TypewriterFrom The Urbach Letter November 2008

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How to Take Great Photos (Part 2) Retro

Nearly everyone enjoys taking pictures and viewing snaps of friends, family, and travel. However, most folks end up producing blah snapshots (at best). Face it, if there wasn't a recognizable person or place in your photo, nobody would have the slightest interest in it. Let's see if we can't kick that up a notch.

In case you're new to the Urbach Letter, here's a link to Part 1 with tips #1 through 12:

Article Part 1

Picking up where we left off last month, here are the rest of my tips to help you take better pictures and get the most out of that nice new digital camera of yours.

13. Master the rule of thirdsRule of Thirds


Imagine a 3x3 grid (two vertical lines and two horizontal lines) superimposed on your image. The intersections of those lines at the third points are prime locations for your main subject. Also, if you're taking landscape or beach photos, the horizon line should be on the upper or lower horizontal, depending on whether you want to emphasize foreground or sky.

14. Keep things off center On Center = Boring

Placing your main subject dead square in the middle of your photo is a perfect way to end up with a boring, static image. Use the rule of thirds if appropriate, or think of an alternative framing that'll bring some energy to your composition.

15. Frame itCapri
The world is full of natural frames: doorways, arches, trees and limbs, etc. Try to find positions where foreground objects will frame and enhance your photos. This works especially well for landscape and scenic photos, where it adds a great sense of depth.
16. Watch your background
Most photo-snappers are only interested in capturing an image of their main subject. Unfortunately, an otherwise great photo can be ruined by a distracting background. You need to look past your subject and observe the environment. Don't let a tree grow out of someone's head! Reposition yourself to avoid including an unwanted fixed object or take the time to move movable stuff (clutter) out of the way.
17. Use focus as a toolPortrait Blur
To the extent that your camera allows control of focus, use it to enhance your photos. Try throwing the background out of focus (your camera's "portrait" mode may help). Pro portraits almost always have the subject razor sharp against a blurred background.
18. Paint with lightUFO Shadow
Lighting will make or break your photo. Pay attention to your sources, whether manmade or natural. As a training exercise, rather than just looking for interesting subjects to snap, go out and shoot photographs specifically of light and shadow.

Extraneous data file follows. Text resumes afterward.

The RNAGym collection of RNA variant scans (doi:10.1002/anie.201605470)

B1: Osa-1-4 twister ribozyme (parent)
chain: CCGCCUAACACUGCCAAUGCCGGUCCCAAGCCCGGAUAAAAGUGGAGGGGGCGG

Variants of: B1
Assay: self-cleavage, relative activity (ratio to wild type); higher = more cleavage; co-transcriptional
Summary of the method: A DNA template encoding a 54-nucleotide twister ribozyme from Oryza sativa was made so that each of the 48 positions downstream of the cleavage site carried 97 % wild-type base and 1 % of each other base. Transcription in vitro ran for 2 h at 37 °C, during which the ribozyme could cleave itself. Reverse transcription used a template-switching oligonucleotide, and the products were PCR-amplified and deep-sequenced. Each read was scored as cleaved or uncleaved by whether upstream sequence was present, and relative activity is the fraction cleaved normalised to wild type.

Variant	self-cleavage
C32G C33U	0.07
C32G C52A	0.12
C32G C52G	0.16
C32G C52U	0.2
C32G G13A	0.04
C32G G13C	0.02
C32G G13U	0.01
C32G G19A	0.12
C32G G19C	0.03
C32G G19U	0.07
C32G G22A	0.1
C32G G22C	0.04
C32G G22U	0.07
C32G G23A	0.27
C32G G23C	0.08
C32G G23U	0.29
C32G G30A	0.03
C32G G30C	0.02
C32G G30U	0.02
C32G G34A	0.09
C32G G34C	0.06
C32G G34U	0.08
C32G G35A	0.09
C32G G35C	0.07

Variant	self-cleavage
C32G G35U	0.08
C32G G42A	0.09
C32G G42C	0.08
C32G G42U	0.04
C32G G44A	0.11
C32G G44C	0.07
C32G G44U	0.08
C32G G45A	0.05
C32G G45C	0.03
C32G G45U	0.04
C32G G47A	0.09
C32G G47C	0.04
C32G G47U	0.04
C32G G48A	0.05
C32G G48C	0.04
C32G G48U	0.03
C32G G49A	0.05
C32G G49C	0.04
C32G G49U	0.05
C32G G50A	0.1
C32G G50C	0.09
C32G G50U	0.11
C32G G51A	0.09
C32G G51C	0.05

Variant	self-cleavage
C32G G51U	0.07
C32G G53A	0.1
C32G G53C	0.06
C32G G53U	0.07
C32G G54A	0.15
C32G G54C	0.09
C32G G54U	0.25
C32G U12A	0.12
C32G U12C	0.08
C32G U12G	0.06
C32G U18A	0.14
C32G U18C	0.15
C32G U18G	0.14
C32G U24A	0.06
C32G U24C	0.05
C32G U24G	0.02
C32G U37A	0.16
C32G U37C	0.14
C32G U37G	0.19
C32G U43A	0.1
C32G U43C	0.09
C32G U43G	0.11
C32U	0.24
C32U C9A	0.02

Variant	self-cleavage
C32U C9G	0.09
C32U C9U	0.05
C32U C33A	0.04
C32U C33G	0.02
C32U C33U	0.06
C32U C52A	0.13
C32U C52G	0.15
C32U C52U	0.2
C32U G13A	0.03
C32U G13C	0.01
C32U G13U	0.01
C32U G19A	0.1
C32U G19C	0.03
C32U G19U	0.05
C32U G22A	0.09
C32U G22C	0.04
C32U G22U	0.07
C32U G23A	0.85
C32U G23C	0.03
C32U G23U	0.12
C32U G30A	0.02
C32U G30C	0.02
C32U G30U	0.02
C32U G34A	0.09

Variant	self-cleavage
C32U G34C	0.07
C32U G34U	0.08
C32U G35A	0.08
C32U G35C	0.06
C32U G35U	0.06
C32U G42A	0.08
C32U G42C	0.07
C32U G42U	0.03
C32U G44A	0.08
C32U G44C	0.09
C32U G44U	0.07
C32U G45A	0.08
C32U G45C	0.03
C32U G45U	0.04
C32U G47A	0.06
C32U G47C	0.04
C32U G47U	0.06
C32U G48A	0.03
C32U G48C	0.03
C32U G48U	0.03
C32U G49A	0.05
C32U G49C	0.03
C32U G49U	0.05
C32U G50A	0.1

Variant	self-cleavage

19. Bounce itFoamboard
A piece of cheap white foam board makes an excellent reflector. Try taking a portrait, seating your subject by a window and positioning the reflector on the other side, bouncing some light back to partially fill in the shadows. You'll love the result.
20. Grab some candidsCandid
Posed pictures have their place, but the more memorable shots are often taken when your subjects aren't nervously trying to look their best. The key to good candids is time. Just start snapping pictures while people go about their business (turn off the fake shutter sound if your digicam has that). After a few minutes, people won't pay much attention to you anymore and you'll start to get the natural unposed look you're after.
21. Shoot during the "golden hour"Tug of War
My favorite time to take photos is during the first hour of daylight or the last hour before sunset. The low sun angle and warm color during those times is perfect for portraits and the long shadows add drama to landscapes.
22. Upgrade!
I know this goes against the 10/90 rule I mentioned last month, but better equipment will enable you to take dramatically better pictures if you know how to use it properly. I have a little "take everywhere" Canon SD750 point-and-shoot and a big 40D SLR with a whole bag of lenses. The little guy is great but when I'm on a photo mission, I take out the big guns. The better camera will enable you to take pictures in lower light without flash, throw the background further into blur (the Japanese call that effect "bokeh" by the way), have more control over exposure, focus, and shutter speed, react more rapidly when you press the shutter release button, and more.

Fuji Billboard

Wrap up...
One of the things I love about photography is that it's an interesting blend of science and art. It has rules… but they're meant to be broken (if you know you're breaking them, and why). Therefore, don't carve any of my twenty two quick tips in stone. Use 'em as a starting point and then experiment. There's always something new to learn, technically and artistically. Get out there and snap away. Have fun.

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(c) Copyright 2002-2010 Victor Urbach
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